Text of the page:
Seth Godin: freelancing and the hard work of being an entrepreneur

Freelancers get paid when they work. Using our own fingers, our own skills, we do the work. So when I’m making a podcast, it’s me. When I’m writing, it’s me. When I’m giving a speech, it’s me. We get paid when we work and that’s the only time we get paid.

Entrepreneurs, on the other hand, build something bigger than themselves, they build assets. If you’re an entrepreneur and you’re busy hiring the most easily available, best qualified and cheapest person to do every job… it means you’re hiring yourself. And if you’re hiring yourself to do all the jobs, there’s one job you’re not doing, and that’s the job of the CEO. Of the person who figures out how to build something bigger than yourself.

So the hard work of being an entrepreneur is hiring someone to do every single job that can be done by someone who’s not you. It’s a totally different way of being in the world.


Seth Godin – Akimbo: Math Class is Hard

See also: The Akimbo Workshops: Freelancer or Entrepreneur?
The Freelancer’s Workshop
The Bootstrapper’s Workshop

Cohort

Seth Godin talks quite a lot about cohorts: “The people who get you. The ones who have been through it with you. Who see you.” An emphasis on peer-relationships is one of the defining features of his highly rated and very-low-drop-out-rated online workshops.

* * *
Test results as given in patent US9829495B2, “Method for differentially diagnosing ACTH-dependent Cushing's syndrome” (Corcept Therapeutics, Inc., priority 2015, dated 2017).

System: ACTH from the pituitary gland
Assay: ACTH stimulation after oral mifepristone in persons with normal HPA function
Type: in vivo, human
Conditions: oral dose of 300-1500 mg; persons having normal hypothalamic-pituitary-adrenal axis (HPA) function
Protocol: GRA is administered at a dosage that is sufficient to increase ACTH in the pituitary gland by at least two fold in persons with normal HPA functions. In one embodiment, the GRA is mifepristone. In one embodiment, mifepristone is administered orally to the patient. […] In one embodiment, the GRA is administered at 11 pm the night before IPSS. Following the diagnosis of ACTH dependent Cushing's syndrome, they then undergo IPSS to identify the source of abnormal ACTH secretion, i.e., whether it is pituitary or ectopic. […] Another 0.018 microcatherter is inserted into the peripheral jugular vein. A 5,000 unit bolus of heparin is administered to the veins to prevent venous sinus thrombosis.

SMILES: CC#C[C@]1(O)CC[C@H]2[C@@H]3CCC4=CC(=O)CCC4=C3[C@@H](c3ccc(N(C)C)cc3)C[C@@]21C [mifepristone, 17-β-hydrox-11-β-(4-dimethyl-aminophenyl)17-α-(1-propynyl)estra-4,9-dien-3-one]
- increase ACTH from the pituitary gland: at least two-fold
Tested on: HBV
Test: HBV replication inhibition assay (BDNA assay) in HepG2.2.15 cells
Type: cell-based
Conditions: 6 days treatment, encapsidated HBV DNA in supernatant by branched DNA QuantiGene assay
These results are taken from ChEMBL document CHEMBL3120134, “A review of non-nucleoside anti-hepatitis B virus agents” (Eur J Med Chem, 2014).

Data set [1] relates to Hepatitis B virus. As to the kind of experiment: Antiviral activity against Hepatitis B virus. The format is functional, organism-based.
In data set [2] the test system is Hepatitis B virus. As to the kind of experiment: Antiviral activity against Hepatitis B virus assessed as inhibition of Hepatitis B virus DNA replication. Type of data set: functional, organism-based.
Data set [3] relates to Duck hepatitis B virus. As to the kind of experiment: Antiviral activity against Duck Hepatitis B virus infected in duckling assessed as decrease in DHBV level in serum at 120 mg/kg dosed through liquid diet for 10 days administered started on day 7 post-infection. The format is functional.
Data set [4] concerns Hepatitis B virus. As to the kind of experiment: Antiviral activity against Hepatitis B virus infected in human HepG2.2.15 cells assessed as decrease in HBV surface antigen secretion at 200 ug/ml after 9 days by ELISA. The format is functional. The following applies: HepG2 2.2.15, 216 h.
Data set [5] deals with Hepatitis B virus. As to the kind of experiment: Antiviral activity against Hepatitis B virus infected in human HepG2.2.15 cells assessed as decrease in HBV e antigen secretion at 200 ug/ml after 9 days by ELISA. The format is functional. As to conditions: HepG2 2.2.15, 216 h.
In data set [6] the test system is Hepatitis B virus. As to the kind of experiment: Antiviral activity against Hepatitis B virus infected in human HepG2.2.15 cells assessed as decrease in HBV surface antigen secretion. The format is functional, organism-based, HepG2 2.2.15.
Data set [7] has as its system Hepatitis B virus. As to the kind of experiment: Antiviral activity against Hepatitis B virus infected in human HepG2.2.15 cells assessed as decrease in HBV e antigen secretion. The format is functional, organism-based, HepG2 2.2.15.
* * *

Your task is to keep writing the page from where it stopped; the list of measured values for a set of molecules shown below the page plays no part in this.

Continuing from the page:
He’s got me thinking again about the value of a group of people doing similar work, with similar levels of experience. These are people – ‘fellow travellers‘ – who can relate to your struggles, share what they know, encourage you to keep going, push you to get put there and do better work. By turns they might be sounding-boards, collaborators, mentors, sympathetic ears, or champions of your work.

Where’s your cohort?

It’s relatively easy to find them among peers when your training for something – in school, on a course (although I’m agnostic about finding them on an online course), in your time in the army (!), or in the trenches doing your job. When I was teaching, colleagues at about the same stage of their careers were definitely my cohort.